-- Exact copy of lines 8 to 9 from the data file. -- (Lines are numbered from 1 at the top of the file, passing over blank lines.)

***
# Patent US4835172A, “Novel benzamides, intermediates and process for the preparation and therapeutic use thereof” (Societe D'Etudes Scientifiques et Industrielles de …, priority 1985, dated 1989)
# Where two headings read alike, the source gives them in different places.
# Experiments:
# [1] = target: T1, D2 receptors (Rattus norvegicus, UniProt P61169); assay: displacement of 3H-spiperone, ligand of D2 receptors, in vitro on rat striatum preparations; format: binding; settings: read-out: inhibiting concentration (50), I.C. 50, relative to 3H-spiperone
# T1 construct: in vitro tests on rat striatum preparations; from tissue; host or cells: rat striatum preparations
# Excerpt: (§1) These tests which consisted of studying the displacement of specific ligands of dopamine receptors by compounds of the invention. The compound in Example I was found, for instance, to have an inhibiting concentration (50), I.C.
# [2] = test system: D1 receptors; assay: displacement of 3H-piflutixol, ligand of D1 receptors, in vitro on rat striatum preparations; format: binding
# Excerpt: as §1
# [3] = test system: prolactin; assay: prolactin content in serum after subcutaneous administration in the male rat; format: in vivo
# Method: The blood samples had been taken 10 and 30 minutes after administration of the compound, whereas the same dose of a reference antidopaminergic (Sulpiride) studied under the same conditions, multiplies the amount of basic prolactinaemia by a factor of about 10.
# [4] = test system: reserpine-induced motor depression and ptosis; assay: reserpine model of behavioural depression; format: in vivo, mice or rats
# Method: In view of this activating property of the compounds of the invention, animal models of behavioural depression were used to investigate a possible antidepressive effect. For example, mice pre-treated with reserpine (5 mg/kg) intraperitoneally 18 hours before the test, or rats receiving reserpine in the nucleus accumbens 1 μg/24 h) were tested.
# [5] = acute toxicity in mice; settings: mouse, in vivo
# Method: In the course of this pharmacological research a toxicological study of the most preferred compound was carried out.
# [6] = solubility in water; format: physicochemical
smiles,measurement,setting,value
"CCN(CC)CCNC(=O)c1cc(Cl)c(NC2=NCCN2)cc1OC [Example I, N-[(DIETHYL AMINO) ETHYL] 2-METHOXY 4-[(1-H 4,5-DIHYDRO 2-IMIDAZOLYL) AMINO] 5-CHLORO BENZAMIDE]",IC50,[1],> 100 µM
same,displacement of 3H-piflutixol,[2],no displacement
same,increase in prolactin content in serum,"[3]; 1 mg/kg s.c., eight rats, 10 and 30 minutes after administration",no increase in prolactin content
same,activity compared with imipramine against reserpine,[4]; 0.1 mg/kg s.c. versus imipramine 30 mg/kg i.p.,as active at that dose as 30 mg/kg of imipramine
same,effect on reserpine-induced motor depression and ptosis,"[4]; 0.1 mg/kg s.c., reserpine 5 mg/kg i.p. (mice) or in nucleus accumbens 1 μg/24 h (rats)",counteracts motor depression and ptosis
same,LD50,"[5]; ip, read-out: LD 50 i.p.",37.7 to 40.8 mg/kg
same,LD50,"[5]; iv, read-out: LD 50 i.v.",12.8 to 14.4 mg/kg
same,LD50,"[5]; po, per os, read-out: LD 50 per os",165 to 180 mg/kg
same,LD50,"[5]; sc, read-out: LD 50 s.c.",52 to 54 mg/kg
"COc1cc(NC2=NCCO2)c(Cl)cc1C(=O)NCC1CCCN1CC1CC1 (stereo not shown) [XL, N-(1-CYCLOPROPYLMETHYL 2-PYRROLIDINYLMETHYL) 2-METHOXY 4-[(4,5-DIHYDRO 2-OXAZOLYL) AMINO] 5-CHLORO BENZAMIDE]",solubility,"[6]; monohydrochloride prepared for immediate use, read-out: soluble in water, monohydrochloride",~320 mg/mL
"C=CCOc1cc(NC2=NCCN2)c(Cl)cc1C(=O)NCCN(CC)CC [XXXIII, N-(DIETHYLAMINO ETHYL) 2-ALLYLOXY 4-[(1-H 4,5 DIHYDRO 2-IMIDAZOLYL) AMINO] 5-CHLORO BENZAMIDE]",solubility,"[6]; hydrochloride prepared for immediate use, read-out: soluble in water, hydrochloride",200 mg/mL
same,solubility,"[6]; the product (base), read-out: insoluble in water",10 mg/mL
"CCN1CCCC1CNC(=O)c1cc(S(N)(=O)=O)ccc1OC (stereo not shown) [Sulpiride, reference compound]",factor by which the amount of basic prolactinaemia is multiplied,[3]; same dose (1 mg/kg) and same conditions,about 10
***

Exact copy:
# Excerpt: as §1
# [3] = test system: prolactin; assay: prolactin content in serum after subcutaneous administration in the male rat; format: in vivo